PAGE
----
So, you’re in a job transition—or contemplating one. It’s time to have a good ‘ole fashioned “come to Jesus” staff meeting. One of the strategies I suggested in my post on detoxifying from a prior employer is to “own your own stuff.” As an employee its easy to abdicate the responsibility for your future to your employer. But now it’s time to mind your own business and begin seeing yourself as CEO of You, Inc. You can start by calling a staff meeting.
Here’s one way to conduct that meeting. Take out a piece of paper and draw six circles; five circles surrounding one in the middle. Each circle represents a different role within the company of You. Label the center circle “CEO” and each of the surrounding circles as VP of Sales, Finance, Marketing, Research & Development and Human Resources. Of course, as the sole employee of You, you get the honor of listing each of these titles on your résumé. Begin as CEO and ask the hard questions of each of your staff, writing the first things that come to mind next to their circle. If one of your “subordinates” has an objection or shifts blame to a peer, just pursue it with the other role and see where it takes you. Here’s an example:
CEO: Okay, team. I just got word that our only client will no longer be needing our services. The feedback I received from them suggests that we were not as indispensable as we may have thought. It appears we let our guard down and our attitude and quality of our work was not what it used to be. Now, I’m not going to dwell on the past to assign blame, but we need to learn from our mistakes so we can position ourselves better going forward. Let’s take a few minutes in this meeting to assess where we are. I’d like to start with Sales. What’s our situation?
VP Sales: We’re in a tough situation.
CEO: Why’s that?
VP Sales: Because we don’t have any active prospects. This kinda caught me by surprise. We’ve been so dedicated to our one client we haven’t been doing any networking or nurturing of relationships. I guess I didn’t think I needed to. It’s going to take some time to get that fired up again and with fewer buyers, it may be months, possibly a year, before we have another sale.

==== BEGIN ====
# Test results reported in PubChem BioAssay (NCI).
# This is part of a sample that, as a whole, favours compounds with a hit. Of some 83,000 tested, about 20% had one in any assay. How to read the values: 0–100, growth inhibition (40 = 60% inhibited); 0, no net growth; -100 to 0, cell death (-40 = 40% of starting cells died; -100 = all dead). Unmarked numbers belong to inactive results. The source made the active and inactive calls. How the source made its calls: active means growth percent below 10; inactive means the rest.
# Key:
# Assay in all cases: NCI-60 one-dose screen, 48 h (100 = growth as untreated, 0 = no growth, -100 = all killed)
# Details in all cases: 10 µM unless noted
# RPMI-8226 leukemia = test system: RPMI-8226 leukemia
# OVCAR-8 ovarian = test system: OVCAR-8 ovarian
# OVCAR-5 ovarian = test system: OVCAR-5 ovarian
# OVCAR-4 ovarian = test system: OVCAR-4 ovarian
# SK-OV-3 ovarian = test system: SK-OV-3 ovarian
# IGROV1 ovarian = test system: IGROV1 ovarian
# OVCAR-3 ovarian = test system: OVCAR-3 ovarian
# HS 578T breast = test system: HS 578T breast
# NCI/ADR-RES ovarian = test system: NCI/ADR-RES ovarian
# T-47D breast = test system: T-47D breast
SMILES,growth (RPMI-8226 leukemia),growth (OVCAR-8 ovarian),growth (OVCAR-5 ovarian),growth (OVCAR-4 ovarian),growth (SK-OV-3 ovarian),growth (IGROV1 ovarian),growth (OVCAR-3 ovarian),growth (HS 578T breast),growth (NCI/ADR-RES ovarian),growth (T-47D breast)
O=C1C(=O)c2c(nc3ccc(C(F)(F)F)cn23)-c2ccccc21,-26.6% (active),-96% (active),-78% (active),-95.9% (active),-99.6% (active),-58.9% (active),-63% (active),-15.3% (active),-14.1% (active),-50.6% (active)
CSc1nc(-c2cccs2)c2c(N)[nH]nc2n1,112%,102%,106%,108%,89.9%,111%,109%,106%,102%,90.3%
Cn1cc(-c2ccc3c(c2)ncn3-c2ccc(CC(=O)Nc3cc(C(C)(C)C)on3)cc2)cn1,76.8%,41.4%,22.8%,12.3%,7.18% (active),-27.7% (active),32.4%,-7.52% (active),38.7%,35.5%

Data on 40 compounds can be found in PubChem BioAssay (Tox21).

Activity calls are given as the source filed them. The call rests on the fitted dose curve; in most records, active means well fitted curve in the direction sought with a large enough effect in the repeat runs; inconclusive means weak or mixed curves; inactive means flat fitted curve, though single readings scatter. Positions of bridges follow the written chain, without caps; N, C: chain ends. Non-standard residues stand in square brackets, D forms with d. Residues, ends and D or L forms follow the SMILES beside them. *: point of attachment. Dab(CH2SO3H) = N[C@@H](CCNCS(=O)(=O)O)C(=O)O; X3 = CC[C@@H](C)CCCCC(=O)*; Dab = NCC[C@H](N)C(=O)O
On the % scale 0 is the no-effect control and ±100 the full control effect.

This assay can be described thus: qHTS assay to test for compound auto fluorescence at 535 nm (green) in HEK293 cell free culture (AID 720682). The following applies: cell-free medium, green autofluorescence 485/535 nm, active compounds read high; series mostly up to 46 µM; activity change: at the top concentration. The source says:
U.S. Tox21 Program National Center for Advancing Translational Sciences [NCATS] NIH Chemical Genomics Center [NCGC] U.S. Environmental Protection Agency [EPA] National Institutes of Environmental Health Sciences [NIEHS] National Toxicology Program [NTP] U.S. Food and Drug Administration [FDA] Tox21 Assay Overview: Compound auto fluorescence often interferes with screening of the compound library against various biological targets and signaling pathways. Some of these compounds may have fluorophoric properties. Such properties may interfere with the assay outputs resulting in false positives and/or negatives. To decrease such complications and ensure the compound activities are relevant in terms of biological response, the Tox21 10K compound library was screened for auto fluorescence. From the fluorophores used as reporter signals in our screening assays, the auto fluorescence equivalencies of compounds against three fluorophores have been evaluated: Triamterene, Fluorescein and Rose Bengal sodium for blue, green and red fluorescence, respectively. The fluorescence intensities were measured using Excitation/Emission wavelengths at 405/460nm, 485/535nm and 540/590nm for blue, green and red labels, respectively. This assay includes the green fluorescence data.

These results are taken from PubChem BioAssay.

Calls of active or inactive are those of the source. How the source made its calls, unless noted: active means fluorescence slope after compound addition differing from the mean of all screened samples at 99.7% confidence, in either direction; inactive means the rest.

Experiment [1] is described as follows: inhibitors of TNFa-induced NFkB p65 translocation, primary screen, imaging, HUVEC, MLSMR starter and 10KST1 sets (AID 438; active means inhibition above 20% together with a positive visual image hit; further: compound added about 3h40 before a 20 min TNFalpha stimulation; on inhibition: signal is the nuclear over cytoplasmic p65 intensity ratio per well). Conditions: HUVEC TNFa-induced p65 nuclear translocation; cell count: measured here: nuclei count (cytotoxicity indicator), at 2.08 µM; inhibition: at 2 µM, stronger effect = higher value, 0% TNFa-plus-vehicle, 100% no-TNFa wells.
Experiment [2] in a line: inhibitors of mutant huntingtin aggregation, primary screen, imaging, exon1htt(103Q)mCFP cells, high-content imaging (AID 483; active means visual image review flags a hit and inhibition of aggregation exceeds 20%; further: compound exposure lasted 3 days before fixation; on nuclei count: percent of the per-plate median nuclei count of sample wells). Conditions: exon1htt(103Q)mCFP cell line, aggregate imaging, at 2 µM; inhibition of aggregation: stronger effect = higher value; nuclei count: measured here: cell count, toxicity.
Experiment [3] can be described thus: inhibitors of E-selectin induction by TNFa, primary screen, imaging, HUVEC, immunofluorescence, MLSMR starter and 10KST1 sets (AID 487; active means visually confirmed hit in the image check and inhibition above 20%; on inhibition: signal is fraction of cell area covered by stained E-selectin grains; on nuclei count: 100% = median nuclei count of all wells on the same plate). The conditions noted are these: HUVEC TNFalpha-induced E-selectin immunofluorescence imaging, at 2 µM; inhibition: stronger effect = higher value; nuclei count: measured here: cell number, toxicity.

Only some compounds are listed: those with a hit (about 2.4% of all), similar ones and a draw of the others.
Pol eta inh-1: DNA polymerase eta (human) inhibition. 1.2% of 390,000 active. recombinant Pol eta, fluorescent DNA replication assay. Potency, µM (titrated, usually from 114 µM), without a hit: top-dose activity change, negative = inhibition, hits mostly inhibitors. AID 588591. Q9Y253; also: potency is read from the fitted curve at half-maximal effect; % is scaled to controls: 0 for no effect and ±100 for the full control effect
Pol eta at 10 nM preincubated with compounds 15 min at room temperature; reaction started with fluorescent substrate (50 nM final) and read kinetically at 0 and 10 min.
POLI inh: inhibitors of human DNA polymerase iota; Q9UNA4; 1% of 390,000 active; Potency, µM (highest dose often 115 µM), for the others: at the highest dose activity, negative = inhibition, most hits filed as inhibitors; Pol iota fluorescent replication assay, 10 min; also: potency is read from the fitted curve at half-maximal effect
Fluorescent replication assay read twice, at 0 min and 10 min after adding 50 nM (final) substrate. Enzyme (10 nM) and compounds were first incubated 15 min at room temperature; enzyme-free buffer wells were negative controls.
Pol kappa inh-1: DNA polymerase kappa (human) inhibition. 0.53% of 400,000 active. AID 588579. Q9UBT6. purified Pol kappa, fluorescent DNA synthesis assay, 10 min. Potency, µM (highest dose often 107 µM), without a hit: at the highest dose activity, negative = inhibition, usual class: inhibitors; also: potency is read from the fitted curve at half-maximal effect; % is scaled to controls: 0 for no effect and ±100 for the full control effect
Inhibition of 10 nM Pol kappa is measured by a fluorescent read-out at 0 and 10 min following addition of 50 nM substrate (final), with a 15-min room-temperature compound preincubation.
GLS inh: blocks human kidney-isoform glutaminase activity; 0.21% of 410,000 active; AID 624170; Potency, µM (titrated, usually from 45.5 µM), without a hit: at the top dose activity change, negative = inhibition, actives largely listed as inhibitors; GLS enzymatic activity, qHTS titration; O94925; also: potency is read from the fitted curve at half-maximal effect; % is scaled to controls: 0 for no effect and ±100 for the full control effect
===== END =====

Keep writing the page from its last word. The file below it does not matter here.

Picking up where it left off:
CEO: Disappointing, but I’m not surprised. I guess I knew that all along. Okay, Finance, how will that affect us?
VP Finance: Given our current expense run-rate and liquid cash assets, I estimate we have about 8 months to land a new client before we have to take some more serious action.
CEO: Okay. Marketing, what are you doing to generate leads for Sales?
VP Marketing: Um. Ah. I guess, not much. I’m not even sure where to start. The market has changed a lot since we got our last client. Our offering may not even be up to par right now. There’s a lot of competition better equipped than we are.
CEO: R&D, what are your thoughts on that?
VP Research & Development: I think he’s right. Our inventory is old and tired. We’re doing things the way we’ve done them the last ten years. I recommend we evaluate and attend some new training classes. I’ve always wanted us to do that but we’ve been so busy satisfying the client, or at least we thought we were, that we never made time to explore some new ideas and get trained on them.
VP Human Resources: I agree. One of my concerns over the last few years, and it may have contributed to our current situation, was that we weren’t really liking what we were doing. Much of what we did was by rote and resentment was starting to creep in. Morale was getting pretty low, especially lately when our client demanded more hours. I think the kind of change he’s suggesting could rejuvenate our team.
VP Marketing: And our brand.
VP Sales: It would certainly help me have something new to discuss with our network.
CEO: Okay guys. Let’s work this plan and see where it goes…
Of course a conversation like this could go on for some time. It could even turn into an all out brawl. In case it does, I suggest you do this somewhere in private where you can even talk out-loud amongst the roles without worrying that someone might think you’re a kook. Once you’ve recorded the notes from your staff meeting, find some friends whom you trust to review them with. They can add invaluable insights and suggestions to supplement those from your “staff.”
This exercise can reveal a lot about how you really perceive the business of You, Inc. If you’re honest with yourself, you’ll quickly discover some things you may have been avoiding. Confronting these things with the authority of a CEO can help you address them and bring you closer to your next engagement. Earlier, I described this session as a “come to Jesus meeting,” and that’s what it is, for while you may be the CEO of You, Inc. you own no shares. There is only one Shareholder and one Chairman to whom you are accountable. And He paid a high price for you (1 Cor 6:19-20) because you are worth it.
Have you conducted a similar exercise and, if so, what was your experience?